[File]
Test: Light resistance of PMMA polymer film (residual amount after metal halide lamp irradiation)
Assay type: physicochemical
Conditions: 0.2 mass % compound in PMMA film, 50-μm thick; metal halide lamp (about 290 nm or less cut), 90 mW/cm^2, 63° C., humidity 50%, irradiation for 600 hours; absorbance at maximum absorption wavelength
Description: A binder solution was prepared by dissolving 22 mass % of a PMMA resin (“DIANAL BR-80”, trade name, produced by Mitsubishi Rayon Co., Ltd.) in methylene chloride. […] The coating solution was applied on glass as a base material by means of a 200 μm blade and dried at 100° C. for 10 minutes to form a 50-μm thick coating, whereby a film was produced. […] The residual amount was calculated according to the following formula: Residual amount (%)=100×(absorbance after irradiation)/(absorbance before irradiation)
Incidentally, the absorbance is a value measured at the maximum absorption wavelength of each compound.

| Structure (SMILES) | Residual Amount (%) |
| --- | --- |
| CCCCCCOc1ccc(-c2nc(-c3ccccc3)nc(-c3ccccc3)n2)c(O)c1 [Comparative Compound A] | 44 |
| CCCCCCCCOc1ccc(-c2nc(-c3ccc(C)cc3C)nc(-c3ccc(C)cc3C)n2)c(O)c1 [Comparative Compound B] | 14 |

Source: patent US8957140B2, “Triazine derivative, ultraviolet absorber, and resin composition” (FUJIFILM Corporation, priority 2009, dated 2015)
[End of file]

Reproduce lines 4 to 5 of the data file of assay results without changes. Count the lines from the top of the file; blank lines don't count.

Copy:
Description: A binder solution was prepared by dissolving 22 mass % of a PMMA resin (“DIANAL BR-80”, trade name, produced by Mitsubishi Rayon Co., Ltd.) in methylene chloride. […] The coating solution was applied on glass as a base material by means of a 200 μm blade and dried at 100° C. for 10 minutes to form a 50-μm thick coating, whereby a film was produced. […] The residual amount was calculated according to the following formula: Residual amount (%)=100×(absorbance after irradiation)/(absorbance before irradiation)
Incidentally, the absorbance is a value measured at the maximum absorption wavelength of each compound.